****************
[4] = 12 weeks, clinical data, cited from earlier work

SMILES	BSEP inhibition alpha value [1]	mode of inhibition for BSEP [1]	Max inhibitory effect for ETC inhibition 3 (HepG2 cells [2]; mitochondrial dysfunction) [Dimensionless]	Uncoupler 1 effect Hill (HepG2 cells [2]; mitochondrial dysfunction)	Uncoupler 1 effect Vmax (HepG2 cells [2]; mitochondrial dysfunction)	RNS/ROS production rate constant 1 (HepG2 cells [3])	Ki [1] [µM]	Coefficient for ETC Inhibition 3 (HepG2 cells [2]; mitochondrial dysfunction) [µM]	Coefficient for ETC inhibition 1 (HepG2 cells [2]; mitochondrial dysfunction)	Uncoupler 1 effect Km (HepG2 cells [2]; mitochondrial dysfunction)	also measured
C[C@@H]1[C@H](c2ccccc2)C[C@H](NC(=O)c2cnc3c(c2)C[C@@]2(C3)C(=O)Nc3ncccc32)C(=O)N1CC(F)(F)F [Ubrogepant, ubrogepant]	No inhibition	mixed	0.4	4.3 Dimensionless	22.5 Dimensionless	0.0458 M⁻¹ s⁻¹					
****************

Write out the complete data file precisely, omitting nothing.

[4] = 12 weeks, clinical data, cited from earlier work

SMILES	BSEP inhibition alpha value [1]	mode of inhibition for BSEP [1]	Max inhibitory effect for ETC inhibition 3 (HepG2 cells [2]; mitochondrial dysfunction) [Dimensionless]	Uncoupler 1 effect Hill (HepG2 cells [2]; mitochondrial dysfunction)	Uncoupler 1 effect Vmax (HepG2 cells [2]; mitochondrial dysfunction)	RNS/ROS production rate constant 1 (HepG2 cells [3])	Ki [1] [µM]	Coefficient for ETC Inhibition 3 (HepG2 cells [2]; mitochondrial dysfunction) [µM]	Coefficient for ETC inhibition 1 (HepG2 cells [2]; mitochondrial dysfunction)	Uncoupler 1 effect Km (HepG2 cells [2]; mitochondrial dysfunction)	also measured
C[C@@H]1[C@H](c2ccccc2)C[C@H](NC(=O)c2cnc3c(c2)C[C@@]2(C3)C(=O)Nc3ncccc32)C(=O)N1CC(F)(F)F [Ubrogepant, ubrogepant]	No inhibition	mixed	0.4	4.3 Dimensionless	22.5 Dimensionless	0.0458 M⁻¹ s⁻¹					